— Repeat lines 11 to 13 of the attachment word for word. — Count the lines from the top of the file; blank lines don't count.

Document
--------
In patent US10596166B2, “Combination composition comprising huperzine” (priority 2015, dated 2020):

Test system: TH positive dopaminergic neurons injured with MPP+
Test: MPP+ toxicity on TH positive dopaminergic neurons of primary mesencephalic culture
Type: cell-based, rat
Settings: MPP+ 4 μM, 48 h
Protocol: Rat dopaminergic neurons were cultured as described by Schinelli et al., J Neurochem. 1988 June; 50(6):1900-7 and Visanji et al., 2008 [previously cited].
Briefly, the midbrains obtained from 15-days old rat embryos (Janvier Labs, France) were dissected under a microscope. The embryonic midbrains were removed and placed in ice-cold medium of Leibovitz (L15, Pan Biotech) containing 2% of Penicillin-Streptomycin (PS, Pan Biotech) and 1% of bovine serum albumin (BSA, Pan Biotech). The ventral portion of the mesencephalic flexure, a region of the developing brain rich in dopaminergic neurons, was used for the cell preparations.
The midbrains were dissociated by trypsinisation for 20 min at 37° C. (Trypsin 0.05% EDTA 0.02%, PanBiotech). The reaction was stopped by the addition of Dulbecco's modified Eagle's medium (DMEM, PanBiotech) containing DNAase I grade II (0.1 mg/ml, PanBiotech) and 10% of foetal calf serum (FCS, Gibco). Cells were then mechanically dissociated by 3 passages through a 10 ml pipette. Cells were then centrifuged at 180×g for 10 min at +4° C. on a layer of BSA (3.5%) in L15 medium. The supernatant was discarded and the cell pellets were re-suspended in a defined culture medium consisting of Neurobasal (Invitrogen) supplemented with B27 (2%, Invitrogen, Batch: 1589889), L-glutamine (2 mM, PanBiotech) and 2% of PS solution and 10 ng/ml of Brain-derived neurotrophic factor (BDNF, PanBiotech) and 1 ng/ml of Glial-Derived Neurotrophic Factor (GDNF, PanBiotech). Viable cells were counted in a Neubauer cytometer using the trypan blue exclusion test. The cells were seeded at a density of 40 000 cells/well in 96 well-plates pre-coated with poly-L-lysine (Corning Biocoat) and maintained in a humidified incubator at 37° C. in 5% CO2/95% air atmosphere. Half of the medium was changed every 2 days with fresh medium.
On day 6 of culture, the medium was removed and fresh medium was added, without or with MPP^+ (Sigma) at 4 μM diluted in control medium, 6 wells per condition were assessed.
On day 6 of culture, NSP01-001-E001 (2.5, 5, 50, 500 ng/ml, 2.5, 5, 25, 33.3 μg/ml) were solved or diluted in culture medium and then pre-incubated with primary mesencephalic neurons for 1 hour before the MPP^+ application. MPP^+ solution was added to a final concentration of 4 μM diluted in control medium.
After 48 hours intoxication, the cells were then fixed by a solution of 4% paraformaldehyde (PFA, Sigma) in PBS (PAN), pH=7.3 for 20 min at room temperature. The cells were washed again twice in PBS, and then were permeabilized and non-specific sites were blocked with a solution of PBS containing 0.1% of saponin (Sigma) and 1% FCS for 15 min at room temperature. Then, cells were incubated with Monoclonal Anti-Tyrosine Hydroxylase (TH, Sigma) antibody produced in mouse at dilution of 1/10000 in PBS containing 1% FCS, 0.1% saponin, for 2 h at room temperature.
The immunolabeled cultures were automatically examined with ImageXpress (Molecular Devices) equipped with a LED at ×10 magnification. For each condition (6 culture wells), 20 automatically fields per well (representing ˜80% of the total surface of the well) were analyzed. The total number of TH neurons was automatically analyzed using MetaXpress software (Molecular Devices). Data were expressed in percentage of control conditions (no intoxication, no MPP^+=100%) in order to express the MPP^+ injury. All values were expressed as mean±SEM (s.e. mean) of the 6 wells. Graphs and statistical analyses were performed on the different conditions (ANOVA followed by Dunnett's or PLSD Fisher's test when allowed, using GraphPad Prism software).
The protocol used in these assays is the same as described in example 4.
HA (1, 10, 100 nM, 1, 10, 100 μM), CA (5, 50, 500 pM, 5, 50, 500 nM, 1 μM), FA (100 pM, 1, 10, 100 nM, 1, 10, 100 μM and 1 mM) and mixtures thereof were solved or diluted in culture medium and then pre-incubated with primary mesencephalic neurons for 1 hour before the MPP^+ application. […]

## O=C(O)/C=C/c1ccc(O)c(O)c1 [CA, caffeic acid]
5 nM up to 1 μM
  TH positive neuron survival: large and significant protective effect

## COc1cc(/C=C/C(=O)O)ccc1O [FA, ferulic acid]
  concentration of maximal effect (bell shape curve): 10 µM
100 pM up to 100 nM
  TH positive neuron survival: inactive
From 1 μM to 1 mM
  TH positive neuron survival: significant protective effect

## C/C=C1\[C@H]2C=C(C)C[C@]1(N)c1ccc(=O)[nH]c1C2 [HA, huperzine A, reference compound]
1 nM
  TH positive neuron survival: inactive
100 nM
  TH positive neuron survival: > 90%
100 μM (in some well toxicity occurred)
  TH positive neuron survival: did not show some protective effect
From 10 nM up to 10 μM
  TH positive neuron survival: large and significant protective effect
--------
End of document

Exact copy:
After 48 hours intoxication, the cells were then fixed by a solution of 4% paraformaldehyde (PFA, Sigma) in PBS (PAN), pH=7.3 for 20 min at room temperature. The cells were washed again twice in PBS, and then were permeabilized and non-specific sites were blocked with a solution of PBS containing 0.1% of saponin (Sigma) and 1% FCS for 15 min at room temperature. Then, cells were incubated with Monoclonal Anti-Tyrosine Hydroxylase (TH, Sigma) antibody produced in mouse at dilution of 1/10000 in PBS containing 1% FCS, 0.1% saponin, for 2 h at room temperature.
The immunolabeled cultures were automatically examined with ImageXpress (Molecular Devices) equipped with a LED at ×10 magnification. For each condition (6 culture wells), 20 automatically fields per well (representing ˜80% of the total surface of the well) were analyzed. The total number of TH neurons was automatically analyzed using MetaXpress software (Molecular Devices). Data were expressed in percentage of control conditions (no intoxication, no MPP^+=100%) in order to express the MPP^+ injury. All values were expressed as mean±SEM (s.e. mean) of the 6 wells. Graphs and statistical analyses were performed on the different conditions (ANOVA followed by Dunnett's or PLSD Fisher's test when allowed, using GraphPad Prism software).
The protocol used in these assays is the same as described in example 4.